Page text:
"The Court instructs the jury that if you find and believe from the evidence that Miss Lucille Soutiea was merely the guest of the defendant in his automobile and was not acting under his direction or control, and if you further find that her actions in moving inside of the defendant's automobile caused the defendan't (defendant's) automobile to move forward, either accidentally or through her negligence, and strike the plaintiff, her actions cannot be imputed or charged to the defendant."

The instruction did not direct a verdict. It merely informed the jury that if Miss Soutiea was not acting under the direction of the defendant and that if her actions in moving inside of the car caused it to move forward, either accidentally or through negligence, her actions could not be charged to defendant. Under the facts proven, instruction 3 was proper.

Plaintiff says that the phrase "her actions in moving inside of defendant's automobile" gave the jury a roving commission to speculate and conjecture as to what actions the passenger might have taken that would cause the automobile of the defendant to go forward. Plaintiff's evidence was that Miss Soutiea was 5' 3" tall and weighed about 200 pounds; that she had difficulty in getting by the steering wheel; that she grasped the steering wheel and pulled herself to the left side of the car; that it was then that the car lurched forward. The jury had a right to conclude that while Miss Soutiea was in the act of moving over by pulling on the steering wheel she must have by some action on her part caused the car to lurch forward. Such a finding was sufficient to excuse the defendant. It was not necessary to require a finding of some specific act, for example, that Miss Soutiea while attempting to move left pulled the selector lever from "Park" to "Drive" position. As we noted supra, the instruction was proper. See Herrell v. St. Louis-San Francisco Ry. Co., 324 Mo. 38, 23 S.W.2d 102, loc. cit. 104, 105 (4, 5), 69 A.L.R. 470; Stevens v. Westport Laundry Co., 224 Mo.App. 955, 25 S.W.2d 491, loc. cit. 498 (15).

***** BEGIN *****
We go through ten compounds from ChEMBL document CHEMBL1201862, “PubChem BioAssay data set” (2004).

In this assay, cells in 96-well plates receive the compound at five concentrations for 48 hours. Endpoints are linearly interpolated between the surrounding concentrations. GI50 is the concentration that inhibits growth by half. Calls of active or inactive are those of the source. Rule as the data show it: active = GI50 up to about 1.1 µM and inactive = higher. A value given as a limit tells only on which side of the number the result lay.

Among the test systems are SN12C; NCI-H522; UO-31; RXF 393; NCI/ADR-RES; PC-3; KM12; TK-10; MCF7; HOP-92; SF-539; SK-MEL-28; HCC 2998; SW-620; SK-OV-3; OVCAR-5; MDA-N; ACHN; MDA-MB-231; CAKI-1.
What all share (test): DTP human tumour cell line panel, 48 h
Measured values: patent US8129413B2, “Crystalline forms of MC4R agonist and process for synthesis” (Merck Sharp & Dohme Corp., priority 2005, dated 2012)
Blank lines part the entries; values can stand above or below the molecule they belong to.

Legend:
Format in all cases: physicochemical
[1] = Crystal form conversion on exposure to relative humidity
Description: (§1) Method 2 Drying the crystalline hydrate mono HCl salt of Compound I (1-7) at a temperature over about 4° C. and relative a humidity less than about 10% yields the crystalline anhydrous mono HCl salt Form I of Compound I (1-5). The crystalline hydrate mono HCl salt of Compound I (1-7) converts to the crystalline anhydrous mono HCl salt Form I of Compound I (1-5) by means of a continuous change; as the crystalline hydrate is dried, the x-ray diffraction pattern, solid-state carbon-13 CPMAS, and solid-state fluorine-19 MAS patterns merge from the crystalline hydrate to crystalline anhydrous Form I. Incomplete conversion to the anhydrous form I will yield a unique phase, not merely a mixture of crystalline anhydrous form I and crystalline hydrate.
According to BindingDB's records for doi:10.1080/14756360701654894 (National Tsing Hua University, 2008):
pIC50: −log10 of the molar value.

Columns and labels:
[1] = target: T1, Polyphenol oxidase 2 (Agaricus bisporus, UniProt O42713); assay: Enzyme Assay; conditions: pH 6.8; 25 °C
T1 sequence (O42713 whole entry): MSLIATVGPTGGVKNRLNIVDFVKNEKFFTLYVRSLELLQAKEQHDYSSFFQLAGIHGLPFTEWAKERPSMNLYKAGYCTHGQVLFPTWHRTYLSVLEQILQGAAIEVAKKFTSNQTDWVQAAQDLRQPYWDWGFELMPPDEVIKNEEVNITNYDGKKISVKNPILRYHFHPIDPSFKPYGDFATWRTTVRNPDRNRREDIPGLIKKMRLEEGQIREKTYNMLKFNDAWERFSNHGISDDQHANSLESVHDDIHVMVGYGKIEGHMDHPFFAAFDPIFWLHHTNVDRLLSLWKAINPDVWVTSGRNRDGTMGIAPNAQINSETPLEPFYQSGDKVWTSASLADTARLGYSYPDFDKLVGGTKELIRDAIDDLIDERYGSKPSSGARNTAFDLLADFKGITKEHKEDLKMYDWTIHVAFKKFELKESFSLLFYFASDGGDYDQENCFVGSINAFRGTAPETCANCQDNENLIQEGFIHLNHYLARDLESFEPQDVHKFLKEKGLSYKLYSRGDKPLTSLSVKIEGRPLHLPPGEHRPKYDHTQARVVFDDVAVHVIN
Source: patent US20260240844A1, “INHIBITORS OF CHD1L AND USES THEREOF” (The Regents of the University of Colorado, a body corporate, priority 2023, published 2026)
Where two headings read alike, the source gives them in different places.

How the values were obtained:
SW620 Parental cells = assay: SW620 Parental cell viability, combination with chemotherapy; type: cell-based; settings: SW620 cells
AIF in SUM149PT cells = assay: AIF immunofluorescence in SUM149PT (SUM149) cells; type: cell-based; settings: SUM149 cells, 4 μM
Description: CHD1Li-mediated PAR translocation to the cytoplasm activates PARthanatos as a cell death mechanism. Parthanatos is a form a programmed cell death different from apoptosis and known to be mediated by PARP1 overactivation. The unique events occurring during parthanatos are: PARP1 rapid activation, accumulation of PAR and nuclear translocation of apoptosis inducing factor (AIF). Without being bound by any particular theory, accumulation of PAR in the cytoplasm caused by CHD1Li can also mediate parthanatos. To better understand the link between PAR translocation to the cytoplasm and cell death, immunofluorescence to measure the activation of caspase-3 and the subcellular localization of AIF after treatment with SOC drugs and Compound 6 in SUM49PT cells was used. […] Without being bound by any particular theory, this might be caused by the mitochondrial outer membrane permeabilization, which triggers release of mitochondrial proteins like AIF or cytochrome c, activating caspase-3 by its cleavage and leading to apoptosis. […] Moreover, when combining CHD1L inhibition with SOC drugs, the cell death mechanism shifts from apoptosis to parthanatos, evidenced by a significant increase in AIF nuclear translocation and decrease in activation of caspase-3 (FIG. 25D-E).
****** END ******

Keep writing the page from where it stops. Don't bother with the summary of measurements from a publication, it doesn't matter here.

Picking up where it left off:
Plaintiff says further that instruction 3 was a "sole cause" instruction and defective in not requiring a finding that the casualty was not due to any negligence of the defendant. We cannot follow that reasoning. The instruction under the facts proven was a correct declaration of the law of imputed negligence and not a verdict directing instruction.

We hold the trial court was not justified in granting a new trial. The cause should be remanded to the trial court with directions to set aside the order granting a new trial and to reinstate the verdict of the jury.

It is so ordered.


The foregoing opinion by WESTHUES, C., is adopted as the opinion of the court.

BOHLING and BARRETT, CC., concur.

LEEDY, Acting P. J., and ELLISON, J., BENNICK and BROADDUS, Special Judges, concur.